Sunday, 29 October 2017
I've Just Seen: Charulata (1964)
Most of the Indian films I have seen are Bollywood-style films: melodramatic, musical, with lots of bright colours and gorgeous costumes. This is almost the opposite to Ray's film Charulata, with its quiet story of unspoken feelings that create painful changes in a small family unit. This is the first of Ray's films I have seen, and if they are all like Charulata, I am going to have another director to add to my list of favourites.
In the late 19th century, Charu lives with her husband Bhupati, who runs a newspaper dealing with politics. The marriage is friendly, but not close, and Charu is bored with little to do around the house. Bhupati's cousin Amal comes to stay, and Bhupati asks him to encourage Charu's interest in writing. Tender feelings start to bloom between Charu and Amal, though neither dares speak it aloud.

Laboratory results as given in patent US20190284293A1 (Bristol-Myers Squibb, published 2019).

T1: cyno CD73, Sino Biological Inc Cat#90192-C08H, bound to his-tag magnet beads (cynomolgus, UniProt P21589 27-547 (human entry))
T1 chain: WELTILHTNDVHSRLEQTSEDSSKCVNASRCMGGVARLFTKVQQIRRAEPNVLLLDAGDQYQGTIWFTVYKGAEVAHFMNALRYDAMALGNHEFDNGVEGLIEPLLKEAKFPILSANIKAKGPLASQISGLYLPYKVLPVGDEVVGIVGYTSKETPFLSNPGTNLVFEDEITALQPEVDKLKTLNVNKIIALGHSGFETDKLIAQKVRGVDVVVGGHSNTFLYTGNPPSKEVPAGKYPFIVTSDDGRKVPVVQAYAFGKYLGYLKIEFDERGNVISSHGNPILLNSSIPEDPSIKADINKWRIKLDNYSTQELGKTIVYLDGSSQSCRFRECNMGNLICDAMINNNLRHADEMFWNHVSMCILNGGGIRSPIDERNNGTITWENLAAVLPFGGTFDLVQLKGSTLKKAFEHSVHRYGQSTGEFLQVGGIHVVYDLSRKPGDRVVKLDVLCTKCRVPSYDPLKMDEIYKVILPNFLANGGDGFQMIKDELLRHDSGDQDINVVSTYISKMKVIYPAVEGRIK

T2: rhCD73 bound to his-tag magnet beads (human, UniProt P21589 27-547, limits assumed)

This is such a lovely film that deals with a small situation yet shows the devastating effects small breaches of trust can have on relationships. The black-and-white cinematography, along with the at times languid but interested position of the camera reminded me of Ozu's films, and the effect as a whole makes us focus on the faces and movements of our characters. The looks and gestures Charu, Amal and Bhupati give one another speak volumes. All the actors are wonderful, particular Madhabi Mukherjee as Charu, who has one of those faces that the camera loves.
It is always good to be reminded that a country's cinema is not made-up entirely of one kind of film. I do love the Bollywood musicals, but I also love this quieter, more character-driven style of storytelling. Both, when done well, are wonderful.